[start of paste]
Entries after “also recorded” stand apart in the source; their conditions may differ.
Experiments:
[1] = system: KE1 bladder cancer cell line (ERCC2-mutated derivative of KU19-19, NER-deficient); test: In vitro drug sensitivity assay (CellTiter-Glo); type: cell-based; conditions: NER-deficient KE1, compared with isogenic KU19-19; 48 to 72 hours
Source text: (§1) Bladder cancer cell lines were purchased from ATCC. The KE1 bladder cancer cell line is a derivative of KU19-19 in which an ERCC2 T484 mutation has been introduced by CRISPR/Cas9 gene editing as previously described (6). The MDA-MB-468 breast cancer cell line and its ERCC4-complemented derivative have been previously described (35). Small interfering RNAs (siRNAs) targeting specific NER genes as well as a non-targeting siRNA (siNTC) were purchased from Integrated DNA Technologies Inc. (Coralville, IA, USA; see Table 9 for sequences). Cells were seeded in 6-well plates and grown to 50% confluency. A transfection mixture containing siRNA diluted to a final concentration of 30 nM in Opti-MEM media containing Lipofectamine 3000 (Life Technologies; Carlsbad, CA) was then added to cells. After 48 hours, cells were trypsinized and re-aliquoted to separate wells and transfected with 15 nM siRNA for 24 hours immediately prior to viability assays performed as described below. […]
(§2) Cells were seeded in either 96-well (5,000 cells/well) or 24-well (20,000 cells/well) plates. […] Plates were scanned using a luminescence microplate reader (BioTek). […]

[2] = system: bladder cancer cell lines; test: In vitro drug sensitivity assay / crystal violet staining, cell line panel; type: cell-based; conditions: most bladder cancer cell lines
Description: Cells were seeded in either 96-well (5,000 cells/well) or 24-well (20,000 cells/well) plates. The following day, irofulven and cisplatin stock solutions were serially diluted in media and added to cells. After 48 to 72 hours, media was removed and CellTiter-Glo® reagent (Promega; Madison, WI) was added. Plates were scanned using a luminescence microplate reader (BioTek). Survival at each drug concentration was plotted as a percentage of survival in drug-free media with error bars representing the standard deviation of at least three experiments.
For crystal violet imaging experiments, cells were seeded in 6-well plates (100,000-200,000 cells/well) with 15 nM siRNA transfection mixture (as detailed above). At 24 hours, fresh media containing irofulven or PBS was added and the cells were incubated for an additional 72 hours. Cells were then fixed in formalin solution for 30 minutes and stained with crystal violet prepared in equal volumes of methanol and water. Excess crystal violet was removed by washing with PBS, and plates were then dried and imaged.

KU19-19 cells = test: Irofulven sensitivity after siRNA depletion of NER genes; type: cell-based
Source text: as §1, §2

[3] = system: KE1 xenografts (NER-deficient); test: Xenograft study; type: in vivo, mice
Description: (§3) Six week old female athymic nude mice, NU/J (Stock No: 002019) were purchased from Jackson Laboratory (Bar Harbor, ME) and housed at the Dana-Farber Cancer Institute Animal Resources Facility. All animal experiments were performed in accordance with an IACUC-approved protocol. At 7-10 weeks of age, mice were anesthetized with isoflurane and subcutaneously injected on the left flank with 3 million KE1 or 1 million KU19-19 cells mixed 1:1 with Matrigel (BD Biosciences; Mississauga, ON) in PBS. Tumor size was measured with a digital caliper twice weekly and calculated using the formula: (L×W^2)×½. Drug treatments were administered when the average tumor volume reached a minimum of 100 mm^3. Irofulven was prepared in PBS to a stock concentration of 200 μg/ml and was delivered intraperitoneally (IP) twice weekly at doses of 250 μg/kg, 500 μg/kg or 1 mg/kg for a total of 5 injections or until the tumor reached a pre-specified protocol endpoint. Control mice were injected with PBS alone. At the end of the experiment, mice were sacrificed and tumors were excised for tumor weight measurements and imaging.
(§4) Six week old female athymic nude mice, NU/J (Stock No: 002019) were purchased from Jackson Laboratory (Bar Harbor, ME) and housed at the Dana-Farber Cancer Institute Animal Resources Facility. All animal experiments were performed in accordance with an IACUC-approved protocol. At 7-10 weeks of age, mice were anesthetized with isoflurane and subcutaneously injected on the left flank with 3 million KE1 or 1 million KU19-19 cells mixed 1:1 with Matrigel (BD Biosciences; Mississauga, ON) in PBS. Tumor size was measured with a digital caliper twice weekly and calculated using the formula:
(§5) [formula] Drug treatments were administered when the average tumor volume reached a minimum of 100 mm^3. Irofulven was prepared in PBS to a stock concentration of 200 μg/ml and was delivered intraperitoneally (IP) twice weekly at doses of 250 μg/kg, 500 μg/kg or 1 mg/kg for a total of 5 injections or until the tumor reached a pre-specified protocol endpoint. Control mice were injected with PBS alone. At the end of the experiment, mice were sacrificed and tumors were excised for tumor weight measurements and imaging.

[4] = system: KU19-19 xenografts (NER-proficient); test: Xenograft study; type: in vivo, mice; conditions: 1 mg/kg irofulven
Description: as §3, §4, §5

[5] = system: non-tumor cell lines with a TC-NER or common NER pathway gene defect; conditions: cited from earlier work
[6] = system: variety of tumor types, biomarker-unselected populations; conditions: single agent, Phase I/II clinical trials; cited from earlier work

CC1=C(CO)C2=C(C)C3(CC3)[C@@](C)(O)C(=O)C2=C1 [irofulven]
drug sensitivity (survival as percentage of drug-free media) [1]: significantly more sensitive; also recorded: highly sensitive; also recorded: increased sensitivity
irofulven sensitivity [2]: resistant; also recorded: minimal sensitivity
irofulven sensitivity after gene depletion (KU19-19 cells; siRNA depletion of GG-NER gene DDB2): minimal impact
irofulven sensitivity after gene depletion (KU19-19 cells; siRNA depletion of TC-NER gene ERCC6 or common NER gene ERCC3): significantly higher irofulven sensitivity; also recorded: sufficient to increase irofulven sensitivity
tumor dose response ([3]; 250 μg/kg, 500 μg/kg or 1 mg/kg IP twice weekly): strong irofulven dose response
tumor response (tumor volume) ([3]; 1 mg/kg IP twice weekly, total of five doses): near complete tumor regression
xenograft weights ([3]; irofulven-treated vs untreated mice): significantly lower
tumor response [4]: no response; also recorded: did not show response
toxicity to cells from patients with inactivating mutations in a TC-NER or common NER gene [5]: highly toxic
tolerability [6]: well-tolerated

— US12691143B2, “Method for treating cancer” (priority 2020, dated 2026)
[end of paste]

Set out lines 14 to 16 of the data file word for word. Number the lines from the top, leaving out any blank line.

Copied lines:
(§5) [formula] Drug treatments were administered when the average tumor volume reached a minimum of 100 mm^3. Irofulven was prepared in PBS to a stock concentration of 200 μg/ml and was delivered intraperitoneally (IP) twice weekly at doses of 250 μg/kg, 500 μg/kg or 1 mg/kg for a total of 5 injections or until the tumor reached a pre-specified protocol endpoint. Control mice were injected with PBS alone. At the end of the experiment, mice were sacrificed and tumors were excised for tumor weight measurements and imaging.

[4] = system: KU19-19 xenografts (NER-proficient); test: Xenograft study; type: in vivo, mice; conditions: 1 mg/kg irofulven
Description: as §3, §4, §5